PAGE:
Christopher J Mee, Michelle J Farquhar, Helen J Harris, Wenda Ramma, Asif Ahmed, Patrick Maurel, Roy Bicknell, Peter Balfe and Jane A McKeating.
Gastroenterology 138:1134-42. 2010
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Vascular endothelial growth factor (VEGF) was originally discovered because of its effect(s) on endothelial cell permeability. Its critical role in pathological angiogenesis has lead to the development and clinical testing of VEGF inhibitors to limit tumour growth. However, recent research suggests a diversity of roles for VEGF in maintaining normal adult tissue. We found a role for VEGF in regulating hepatocyte tight junction integrity, polarity and permissivity to HCV infection. Neutralization of endogenous VEGF expressed by the hepatoma cell line HepG2, promotes polarization and significantly inhibits HCV entry, confirming that an autocrine pathway is in operation. HCV infection increases primary hepatocyte and hepatoma VEGF expression, which reduces their polarity. Importantly, VEGF antagonists restore the ability of infected hepatoma cells to polarize.
Our data support a model where HCV upregulation of VEGF expression induces a localized disruption of hepatocellular tight junctions that promotes viral transmission in the liver, providing a potential therapeutic opportunity for the use of VEGF antagonists to treat chronic hepatitis C infection.
Background and aims: Hepatitis C virus (HCV) infection leads to progressive liver disease, frequently culminating in fibrosis and hepatocellular carcinoma. The mechanisms underlying liver injury in chronic hepatitis C are poorly understood. This study evaluated the role of vascular endothelial growth factor (VEGF) in hepatocyte polarity and HCV infection.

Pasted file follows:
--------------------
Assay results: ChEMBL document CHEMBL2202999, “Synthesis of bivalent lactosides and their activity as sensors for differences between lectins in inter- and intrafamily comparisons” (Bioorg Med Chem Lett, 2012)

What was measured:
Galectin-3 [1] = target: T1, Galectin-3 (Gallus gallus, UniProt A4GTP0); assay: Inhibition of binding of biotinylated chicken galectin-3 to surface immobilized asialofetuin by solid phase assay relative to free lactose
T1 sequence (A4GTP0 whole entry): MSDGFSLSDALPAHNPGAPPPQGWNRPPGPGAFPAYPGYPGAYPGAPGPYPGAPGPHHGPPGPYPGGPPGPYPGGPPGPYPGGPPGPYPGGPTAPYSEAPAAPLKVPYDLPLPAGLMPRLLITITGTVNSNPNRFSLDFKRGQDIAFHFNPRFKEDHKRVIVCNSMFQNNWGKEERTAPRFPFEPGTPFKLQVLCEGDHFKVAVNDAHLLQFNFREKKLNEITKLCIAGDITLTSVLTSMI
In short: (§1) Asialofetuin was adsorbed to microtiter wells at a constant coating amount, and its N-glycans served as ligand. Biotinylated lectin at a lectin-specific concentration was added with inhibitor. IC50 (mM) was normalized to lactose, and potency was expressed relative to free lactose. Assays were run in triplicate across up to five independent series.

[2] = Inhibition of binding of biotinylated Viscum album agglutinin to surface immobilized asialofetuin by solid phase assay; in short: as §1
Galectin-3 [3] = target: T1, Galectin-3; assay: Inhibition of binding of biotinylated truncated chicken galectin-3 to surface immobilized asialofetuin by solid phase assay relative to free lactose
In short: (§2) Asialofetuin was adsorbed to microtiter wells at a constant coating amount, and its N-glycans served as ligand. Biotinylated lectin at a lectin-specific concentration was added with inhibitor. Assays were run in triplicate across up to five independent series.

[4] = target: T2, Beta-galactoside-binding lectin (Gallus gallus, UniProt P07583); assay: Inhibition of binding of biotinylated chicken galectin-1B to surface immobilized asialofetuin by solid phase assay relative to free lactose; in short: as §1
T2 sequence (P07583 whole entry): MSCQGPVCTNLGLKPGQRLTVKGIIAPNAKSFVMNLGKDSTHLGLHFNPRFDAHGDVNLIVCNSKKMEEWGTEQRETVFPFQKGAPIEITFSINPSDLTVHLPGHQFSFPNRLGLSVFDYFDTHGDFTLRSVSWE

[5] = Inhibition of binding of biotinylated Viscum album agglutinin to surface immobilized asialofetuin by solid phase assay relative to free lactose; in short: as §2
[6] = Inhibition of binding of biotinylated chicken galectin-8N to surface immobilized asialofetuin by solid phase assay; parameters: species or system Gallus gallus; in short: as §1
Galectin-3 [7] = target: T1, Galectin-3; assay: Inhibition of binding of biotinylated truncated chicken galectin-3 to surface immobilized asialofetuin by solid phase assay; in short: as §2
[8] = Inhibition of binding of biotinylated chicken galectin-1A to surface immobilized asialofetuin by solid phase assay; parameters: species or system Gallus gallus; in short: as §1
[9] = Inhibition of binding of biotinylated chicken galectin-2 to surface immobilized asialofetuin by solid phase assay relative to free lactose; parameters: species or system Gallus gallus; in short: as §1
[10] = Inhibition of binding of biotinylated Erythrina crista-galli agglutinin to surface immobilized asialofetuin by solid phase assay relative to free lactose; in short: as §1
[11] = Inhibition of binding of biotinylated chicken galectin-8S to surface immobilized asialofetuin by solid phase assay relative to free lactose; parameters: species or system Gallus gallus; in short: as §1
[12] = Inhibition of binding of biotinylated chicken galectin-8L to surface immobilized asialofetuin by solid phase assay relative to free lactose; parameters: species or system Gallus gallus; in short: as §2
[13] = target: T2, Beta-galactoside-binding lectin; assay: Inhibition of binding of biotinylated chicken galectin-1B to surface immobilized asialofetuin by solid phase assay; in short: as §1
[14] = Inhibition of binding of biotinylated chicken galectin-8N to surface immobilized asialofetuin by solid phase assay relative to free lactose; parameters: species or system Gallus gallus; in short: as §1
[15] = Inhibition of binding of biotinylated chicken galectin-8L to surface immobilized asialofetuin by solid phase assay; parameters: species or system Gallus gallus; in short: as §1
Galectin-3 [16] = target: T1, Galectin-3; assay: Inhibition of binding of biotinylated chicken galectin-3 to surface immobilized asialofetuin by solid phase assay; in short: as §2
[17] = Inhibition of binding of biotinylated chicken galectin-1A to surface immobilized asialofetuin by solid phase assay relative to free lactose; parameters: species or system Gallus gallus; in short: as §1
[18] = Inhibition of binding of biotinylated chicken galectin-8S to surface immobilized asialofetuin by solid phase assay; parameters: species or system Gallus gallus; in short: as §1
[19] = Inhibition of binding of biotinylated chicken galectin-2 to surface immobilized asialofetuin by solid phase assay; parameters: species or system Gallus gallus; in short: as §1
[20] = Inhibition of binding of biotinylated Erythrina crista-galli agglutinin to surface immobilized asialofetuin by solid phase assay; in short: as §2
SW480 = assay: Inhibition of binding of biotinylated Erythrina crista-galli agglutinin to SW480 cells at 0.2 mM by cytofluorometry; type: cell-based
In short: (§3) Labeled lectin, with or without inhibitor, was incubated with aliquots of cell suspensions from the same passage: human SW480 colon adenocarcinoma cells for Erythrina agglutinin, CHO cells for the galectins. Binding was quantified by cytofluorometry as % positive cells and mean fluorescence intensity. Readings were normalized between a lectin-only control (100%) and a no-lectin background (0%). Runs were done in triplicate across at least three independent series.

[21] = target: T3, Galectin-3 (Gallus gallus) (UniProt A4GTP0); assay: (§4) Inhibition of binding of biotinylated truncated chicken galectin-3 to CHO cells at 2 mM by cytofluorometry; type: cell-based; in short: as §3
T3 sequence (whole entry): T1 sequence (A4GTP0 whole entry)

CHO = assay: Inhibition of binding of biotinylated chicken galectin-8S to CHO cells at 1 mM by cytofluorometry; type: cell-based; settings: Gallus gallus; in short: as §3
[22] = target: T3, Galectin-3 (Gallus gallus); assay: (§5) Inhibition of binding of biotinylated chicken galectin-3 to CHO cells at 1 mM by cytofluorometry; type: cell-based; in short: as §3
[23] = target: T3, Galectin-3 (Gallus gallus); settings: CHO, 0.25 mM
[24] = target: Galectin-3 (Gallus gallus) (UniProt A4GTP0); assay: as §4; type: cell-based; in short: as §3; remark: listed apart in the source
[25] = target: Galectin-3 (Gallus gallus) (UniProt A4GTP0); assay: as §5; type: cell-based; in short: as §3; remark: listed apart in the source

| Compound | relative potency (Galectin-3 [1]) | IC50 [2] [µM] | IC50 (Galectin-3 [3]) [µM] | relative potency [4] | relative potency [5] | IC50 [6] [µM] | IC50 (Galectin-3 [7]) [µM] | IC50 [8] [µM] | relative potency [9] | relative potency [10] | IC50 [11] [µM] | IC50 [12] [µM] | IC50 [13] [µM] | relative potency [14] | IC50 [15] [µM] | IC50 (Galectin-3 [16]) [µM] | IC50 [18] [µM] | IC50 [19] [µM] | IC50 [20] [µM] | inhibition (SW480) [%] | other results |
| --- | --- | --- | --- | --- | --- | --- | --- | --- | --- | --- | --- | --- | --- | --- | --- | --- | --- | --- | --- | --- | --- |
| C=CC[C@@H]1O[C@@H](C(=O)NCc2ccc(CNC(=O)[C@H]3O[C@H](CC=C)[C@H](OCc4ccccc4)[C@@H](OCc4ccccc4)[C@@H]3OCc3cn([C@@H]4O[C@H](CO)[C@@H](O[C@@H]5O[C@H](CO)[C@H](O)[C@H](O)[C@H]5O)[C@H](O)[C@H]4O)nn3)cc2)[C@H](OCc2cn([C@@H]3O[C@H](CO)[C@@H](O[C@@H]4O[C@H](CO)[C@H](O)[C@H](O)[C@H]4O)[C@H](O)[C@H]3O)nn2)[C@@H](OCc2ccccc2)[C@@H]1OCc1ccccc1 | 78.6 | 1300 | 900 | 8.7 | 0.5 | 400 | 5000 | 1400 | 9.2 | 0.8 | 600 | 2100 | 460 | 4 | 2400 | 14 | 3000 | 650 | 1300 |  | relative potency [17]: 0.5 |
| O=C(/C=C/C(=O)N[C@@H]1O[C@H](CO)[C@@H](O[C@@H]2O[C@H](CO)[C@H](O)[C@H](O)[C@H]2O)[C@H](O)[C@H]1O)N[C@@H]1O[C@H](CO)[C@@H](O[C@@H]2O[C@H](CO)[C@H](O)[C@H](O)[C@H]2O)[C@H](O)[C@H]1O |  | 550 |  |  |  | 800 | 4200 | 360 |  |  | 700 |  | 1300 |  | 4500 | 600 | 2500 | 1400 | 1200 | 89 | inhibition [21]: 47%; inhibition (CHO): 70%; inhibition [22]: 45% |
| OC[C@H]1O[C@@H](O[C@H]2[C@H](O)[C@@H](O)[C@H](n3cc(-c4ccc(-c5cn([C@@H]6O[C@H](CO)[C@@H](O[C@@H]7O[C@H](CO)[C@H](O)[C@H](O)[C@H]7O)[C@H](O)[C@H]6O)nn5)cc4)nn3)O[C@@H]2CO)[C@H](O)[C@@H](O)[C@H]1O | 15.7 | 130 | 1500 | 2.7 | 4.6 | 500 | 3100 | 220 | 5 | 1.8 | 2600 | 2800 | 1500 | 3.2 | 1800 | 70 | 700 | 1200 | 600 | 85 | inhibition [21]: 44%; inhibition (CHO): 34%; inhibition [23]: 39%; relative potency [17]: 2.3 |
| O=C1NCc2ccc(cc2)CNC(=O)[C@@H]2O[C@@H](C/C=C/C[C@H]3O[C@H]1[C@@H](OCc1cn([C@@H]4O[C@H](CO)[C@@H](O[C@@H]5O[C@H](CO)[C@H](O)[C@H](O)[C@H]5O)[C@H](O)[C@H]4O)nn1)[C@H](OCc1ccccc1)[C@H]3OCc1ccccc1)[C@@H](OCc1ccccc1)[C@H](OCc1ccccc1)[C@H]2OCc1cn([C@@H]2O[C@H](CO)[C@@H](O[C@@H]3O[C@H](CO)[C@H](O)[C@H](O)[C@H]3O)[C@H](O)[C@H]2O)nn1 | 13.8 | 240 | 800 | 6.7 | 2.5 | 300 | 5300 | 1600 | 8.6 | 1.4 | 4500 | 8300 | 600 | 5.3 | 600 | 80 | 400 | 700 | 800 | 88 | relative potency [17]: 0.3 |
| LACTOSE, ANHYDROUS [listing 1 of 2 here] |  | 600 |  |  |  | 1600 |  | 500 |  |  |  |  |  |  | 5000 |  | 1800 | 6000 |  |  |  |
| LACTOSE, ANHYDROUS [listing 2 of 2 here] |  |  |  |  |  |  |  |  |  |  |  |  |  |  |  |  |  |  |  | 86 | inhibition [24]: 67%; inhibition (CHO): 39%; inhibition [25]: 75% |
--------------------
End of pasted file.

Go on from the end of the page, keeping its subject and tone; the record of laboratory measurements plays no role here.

Methods: We utilized polarized hepatoma cell lines and the recently described infectious HCV JFH-1 cell culture system to study the role of VEGF in regulating hepatoma permeability and HCV infection.
Results: VEGF negatively regulates hepatocellular tight junction (TJ) integrity and cell polarity by a novel VEGF receptor 2 dependent pathway. VEGF reduced hepatoma TJ integrity, induced a re-organization of occludin and promoted HCV entry. Conversely, inhibition of hepatoma expressed VEGF with the receptor kinase inhibitor Sorafenib or with neutralizing anti-VEGF antibodies promoted polarization and inhibited HCV entry, demonstrating an autocrine pathway. HCV infection of primary hepatocytes or hepatoma cell lines promoted VEGF expression and reduced their polarity. Importantly, treatment of HCV infected cells with VEGF inhibitors restored their ability to polarize, demonstrating a VEGF-dependent pathway.
Conclusion: Hepatic polarity is critical to normal liver physiology. HCV infection promotes VEGF expression that depolarizes hepatoma cells, promoting viral transmission and lymphocyte migration into the parenchyma that may promote hepatocyte injury.
Figure 1: VEGF regulates hepatocellular TJ integrity and polarity.